Posted by Jayme Blaschke
University News Service
October 3, 2014
The case of Ebola diagnosed in Dallas has raised concerns about the potential spread of the virus. Texas State University has been monitoring the Ebola situation in Africa for several months. Centers for Disease Control and Prevention (CDC) recommendations for evaluating persons with recent travel from the affected West African countries of Sierra Leone, Guinea, Liberia and Nigeria are being followed. The university is participating in statewide conference calls provided by the Texas Department of State Health Services (TDSHS) to monitor prevention efforts associated with the Ebola case in Dallas. The campus community will be updated as the situation warrants.
Ebola is a serious disease that presents with symptoms including a fever greater than 101.5 degrees Fahrenheit, severe headache, muscle pain, vomiting, diarrhea, stomach pain or unexplained bleeding. The Ebola virus is spread through direct contact with the blood, secretions or body fluids of an infected person or contaminated objects such as needles. A suspected case must meet two criteria: 1) clinical symptoms of Ebola and 2) travel to an affected area or contact with an infected person within the last 21 days. There is no commonly available test for Ebola. Lab tests for Ebola will be accepted by the TDSHS and CDC only if the person meets the case criteria.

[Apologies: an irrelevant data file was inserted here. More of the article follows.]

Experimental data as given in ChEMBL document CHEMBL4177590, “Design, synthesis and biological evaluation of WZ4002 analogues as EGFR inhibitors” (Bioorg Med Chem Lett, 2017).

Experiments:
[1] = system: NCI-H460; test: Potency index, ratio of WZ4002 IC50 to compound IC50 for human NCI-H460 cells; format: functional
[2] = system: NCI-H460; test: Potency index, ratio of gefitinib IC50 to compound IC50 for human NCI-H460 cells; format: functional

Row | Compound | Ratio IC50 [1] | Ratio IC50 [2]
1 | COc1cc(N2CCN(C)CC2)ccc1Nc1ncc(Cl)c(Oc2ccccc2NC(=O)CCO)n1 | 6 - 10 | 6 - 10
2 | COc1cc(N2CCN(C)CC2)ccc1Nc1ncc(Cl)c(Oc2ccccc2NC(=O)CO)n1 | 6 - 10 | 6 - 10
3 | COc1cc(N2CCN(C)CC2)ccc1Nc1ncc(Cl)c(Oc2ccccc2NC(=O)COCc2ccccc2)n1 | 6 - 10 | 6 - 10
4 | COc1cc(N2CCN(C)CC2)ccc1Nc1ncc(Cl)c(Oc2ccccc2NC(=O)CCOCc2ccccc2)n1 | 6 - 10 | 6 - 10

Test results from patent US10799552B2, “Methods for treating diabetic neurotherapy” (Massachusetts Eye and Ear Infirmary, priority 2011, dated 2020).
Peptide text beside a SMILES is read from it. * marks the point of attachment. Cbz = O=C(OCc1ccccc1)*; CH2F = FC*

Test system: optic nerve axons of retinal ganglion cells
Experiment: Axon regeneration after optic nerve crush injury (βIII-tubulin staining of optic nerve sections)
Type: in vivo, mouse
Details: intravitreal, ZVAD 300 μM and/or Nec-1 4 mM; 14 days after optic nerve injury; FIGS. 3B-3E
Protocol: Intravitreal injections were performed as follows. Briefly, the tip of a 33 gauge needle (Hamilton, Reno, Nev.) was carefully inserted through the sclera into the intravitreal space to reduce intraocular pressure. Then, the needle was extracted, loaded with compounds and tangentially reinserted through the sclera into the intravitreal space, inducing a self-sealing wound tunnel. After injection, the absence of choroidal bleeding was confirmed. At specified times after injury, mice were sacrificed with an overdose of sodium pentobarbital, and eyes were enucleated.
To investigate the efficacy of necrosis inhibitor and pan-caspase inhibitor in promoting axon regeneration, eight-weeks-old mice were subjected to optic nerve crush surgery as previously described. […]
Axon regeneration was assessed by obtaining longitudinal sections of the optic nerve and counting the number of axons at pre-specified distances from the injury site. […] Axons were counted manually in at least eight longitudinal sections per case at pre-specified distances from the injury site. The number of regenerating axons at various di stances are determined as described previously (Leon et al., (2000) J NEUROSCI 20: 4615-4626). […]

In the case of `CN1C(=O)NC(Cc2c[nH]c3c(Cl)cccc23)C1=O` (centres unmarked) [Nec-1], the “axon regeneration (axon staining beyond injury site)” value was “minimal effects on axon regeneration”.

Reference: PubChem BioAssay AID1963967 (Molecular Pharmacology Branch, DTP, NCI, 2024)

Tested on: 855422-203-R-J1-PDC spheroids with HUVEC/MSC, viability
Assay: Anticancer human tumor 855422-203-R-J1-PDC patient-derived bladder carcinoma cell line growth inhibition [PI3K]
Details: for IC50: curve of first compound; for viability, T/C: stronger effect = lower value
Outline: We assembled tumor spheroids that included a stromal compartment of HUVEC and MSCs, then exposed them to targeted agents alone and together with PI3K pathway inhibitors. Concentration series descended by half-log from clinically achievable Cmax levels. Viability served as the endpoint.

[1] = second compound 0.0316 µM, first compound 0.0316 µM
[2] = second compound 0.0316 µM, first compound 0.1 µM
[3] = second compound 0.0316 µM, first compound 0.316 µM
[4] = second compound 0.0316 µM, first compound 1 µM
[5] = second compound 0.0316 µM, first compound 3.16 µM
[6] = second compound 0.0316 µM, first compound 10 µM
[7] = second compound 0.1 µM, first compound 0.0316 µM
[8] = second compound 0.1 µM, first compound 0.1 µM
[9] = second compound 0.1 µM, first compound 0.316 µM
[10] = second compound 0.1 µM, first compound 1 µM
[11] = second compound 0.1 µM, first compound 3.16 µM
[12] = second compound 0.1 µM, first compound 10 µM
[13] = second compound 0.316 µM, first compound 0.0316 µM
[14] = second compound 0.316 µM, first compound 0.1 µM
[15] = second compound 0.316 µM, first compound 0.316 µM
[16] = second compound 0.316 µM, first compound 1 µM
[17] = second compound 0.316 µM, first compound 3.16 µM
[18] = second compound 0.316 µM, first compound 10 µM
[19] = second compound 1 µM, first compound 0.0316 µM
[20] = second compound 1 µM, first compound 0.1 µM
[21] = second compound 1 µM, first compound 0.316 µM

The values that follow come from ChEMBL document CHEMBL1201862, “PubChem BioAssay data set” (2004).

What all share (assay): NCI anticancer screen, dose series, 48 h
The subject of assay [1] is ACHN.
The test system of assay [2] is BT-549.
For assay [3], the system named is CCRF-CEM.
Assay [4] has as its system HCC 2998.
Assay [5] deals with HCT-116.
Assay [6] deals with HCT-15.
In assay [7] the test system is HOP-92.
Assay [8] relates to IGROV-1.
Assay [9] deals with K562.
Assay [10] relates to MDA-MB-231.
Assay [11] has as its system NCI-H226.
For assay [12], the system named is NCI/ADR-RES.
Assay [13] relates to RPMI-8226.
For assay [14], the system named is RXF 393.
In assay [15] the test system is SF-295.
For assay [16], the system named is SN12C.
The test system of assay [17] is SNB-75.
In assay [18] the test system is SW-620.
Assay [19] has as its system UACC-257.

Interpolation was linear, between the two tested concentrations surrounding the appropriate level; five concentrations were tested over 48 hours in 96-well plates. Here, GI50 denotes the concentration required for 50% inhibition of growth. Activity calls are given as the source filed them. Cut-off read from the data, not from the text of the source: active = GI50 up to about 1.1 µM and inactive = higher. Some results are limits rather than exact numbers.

As part of its Ebola prevention efforts, Texas State is requesting that any faculty, staff or students that have travelled to the affected West African countries and returned within the last 21 days contact the Director of the Student Health Center, Dr. Emilio Carranco, at (512) 245-2853 for recommendations on evaluation or monitoring.